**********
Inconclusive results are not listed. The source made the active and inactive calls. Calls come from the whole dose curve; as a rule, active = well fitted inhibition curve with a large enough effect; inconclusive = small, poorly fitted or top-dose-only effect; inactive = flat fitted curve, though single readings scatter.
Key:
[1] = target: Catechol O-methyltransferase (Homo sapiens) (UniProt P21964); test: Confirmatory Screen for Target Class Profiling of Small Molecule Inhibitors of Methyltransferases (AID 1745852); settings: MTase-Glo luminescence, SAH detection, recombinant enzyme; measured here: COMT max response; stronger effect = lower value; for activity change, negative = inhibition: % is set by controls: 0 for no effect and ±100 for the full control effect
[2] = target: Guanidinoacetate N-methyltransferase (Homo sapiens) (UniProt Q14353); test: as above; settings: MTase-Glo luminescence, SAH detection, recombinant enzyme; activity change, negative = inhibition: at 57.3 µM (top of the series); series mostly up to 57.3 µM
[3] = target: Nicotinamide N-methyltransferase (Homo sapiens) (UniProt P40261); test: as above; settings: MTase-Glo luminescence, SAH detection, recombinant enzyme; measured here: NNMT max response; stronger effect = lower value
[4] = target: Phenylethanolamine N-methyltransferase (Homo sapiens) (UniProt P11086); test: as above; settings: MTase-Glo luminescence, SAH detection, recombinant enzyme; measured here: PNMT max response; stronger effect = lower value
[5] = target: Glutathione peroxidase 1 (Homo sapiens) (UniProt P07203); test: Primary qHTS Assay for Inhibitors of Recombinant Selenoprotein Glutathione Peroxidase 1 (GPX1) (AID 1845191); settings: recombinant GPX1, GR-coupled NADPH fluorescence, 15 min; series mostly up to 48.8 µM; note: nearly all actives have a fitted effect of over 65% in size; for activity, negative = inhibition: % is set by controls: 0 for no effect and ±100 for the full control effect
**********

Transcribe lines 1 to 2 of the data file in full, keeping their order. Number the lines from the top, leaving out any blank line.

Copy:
Inconclusive results are not listed. The source made the active and inactive calls. Calls come from the whole dose curve; as a rule, active = well fitted inhibition curve with a large enough effect; inconclusive = small, poorly fitted or top-dose-only effect; inactive = flat fitted curve, though single readings scatter.
Key: